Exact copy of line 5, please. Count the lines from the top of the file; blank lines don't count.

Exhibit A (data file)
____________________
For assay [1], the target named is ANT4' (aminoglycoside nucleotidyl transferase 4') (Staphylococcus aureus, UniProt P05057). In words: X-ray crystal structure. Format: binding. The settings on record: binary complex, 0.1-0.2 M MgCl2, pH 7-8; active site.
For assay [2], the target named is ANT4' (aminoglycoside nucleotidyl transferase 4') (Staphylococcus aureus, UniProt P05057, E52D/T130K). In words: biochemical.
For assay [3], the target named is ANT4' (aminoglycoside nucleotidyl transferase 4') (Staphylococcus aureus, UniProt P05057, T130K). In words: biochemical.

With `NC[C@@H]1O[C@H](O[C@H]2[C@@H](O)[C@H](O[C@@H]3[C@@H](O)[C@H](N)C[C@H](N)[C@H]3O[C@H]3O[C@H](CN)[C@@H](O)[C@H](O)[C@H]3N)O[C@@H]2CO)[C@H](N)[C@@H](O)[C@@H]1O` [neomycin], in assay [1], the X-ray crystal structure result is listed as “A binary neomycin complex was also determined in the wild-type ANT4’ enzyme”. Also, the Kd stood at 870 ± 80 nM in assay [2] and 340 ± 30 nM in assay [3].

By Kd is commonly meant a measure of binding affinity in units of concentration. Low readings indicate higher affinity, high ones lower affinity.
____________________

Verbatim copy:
By Kd is commonly meant a measure of binding affinity in units of concentration. Low readings indicate higher affinity, high ones lower affinity.